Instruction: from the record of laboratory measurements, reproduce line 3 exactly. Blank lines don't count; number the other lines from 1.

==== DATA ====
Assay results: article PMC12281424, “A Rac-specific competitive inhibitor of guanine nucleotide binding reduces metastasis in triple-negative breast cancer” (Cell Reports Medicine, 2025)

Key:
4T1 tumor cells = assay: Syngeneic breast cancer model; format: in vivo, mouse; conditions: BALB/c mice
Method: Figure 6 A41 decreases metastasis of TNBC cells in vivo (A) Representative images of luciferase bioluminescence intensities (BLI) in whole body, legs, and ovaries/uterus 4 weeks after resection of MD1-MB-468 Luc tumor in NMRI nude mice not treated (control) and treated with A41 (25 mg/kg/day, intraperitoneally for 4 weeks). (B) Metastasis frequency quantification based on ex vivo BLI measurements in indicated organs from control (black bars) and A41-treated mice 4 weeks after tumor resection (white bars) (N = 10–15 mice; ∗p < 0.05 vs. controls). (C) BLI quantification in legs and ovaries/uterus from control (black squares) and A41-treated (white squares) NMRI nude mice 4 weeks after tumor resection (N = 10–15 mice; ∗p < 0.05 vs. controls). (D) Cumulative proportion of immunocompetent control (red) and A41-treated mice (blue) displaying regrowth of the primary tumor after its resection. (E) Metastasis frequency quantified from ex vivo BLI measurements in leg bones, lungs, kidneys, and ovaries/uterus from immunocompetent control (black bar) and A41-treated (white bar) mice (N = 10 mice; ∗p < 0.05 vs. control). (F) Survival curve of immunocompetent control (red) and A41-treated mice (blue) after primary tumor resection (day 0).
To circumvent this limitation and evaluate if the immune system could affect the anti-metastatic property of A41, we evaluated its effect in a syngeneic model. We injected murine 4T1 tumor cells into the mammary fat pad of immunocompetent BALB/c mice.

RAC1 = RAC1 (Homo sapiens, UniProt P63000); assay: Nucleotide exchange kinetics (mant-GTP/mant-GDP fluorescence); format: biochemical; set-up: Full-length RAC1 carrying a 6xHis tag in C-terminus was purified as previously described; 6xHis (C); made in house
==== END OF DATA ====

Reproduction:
4T1 tumor cells = assay: Syngeneic breast cancer model; format: in vivo, mouse; conditions: BALB/c mice